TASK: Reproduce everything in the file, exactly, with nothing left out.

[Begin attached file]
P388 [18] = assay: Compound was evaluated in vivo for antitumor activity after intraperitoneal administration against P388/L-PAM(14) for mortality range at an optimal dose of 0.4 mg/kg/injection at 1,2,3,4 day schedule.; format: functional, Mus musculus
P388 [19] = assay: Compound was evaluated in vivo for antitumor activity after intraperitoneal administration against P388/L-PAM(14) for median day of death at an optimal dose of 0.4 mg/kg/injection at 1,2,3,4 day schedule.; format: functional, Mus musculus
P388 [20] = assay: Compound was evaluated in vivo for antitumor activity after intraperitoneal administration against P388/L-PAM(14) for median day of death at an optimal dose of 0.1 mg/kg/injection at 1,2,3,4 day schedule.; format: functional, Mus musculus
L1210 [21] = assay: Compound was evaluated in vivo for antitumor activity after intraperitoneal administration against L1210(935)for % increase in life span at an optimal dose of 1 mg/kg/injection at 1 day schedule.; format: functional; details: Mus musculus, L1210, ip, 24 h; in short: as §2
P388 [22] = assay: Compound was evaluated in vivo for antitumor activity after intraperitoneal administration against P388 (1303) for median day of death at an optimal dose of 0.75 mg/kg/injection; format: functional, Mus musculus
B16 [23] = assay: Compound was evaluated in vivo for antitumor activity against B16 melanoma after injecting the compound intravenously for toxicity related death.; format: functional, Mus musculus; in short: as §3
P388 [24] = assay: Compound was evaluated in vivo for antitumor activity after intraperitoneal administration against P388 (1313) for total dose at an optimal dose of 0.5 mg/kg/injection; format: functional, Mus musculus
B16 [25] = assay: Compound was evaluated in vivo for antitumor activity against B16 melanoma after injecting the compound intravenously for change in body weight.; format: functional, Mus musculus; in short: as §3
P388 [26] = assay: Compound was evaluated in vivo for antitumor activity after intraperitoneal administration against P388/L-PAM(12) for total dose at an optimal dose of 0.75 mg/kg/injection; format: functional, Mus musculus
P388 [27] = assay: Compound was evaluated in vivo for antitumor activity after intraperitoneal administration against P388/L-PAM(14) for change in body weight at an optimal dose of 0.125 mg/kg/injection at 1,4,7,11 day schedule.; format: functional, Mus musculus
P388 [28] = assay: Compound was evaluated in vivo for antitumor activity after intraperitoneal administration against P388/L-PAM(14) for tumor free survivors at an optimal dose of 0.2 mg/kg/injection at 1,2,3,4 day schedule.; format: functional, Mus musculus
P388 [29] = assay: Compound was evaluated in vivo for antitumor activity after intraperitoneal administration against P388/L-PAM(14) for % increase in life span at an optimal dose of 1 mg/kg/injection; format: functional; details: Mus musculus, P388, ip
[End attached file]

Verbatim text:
P388 [18] = assay: Compound was evaluated in vivo for antitumor activity after intraperitoneal administration against P388/L-PAM(14) for mortality range at an optimal dose of 0.4 mg/kg/injection at 1,2,3,4 day schedule.; format: functional, Mus musculus
P388 [19] = assay: Compound was evaluated in vivo for antitumor activity after intraperitoneal administration against P388/L-PAM(14) for median day of death at an optimal dose of 0.4 mg/kg/injection at 1,2,3,4 day schedule.; format: functional, Mus musculus
P388 [20] = assay: Compound was evaluated in vivo for antitumor activity after intraperitoneal administration against P388/L-PAM(14) for median day of death at an optimal dose of 0.1 mg/kg/injection at 1,2,3,4 day schedule.; format: functional, Mus musculus
L1210 [21] = assay: Compound was evaluated in vivo for antitumor activity after intraperitoneal administration against L1210(935)for % increase in life span at an optimal dose of 1 mg/kg/injection at 1 day schedule.; format: functional; details: Mus musculus, L1210, ip, 24 h; in short: as §2
P388 [22] = assay: Compound was evaluated in vivo for antitumor activity after intraperitoneal administration against P388 (1303) for median day of death at an optimal dose of 0.75 mg/kg/injection; format: functional, Mus musculus
B16 [23] = assay: Compound was evaluated in vivo for antitumor activity against B16 melanoma after injecting the compound intravenously for toxicity related death.; format: functional, Mus musculus; in short: as §3
P388 [24] = assay: Compound was evaluated in vivo for antitumor activity after intraperitoneal administration against P388 (1313) for total dose at an optimal dose of 0.5 mg/kg/injection; format: functional, Mus musculus
B16 [25] = assay: Compound was evaluated in vivo for antitumor activity against B16 melanoma after injecting the compound intravenously for change in body weight.; format: functional, Mus musculus; in short: as §3
P388 [26] = assay: Compound was evaluated in vivo for antitumor activity after intraperitoneal administration against P388/L-PAM(12) for total dose at an optimal dose of 0.75 mg/kg/injection; format: functional, Mus musculus
P388 [27] = assay: Compound was evaluated in vivo for antitumor activity after intraperitoneal administration against P388/L-PAM(14) for change in body weight at an optimal dose of 0.125 mg/kg/injection at 1,4,7,11 day schedule.; format: functional, Mus musculus
P388 [28] = assay: Compound was evaluated in vivo for antitumor activity after intraperitoneal administration against P388/L-PAM(14) for tumor free survivors at an optimal dose of 0.2 mg/kg/injection at 1,2,3,4 day schedule.; format: functional, Mus musculus
P388 [29] = assay: Compound was evaluated in vivo for antitumor activity after intraperitoneal administration against P388/L-PAM(14) for % increase in life span at an optimal dose of 1 mg/kg/injection; format: functional; details: Mus musculus, P388, ip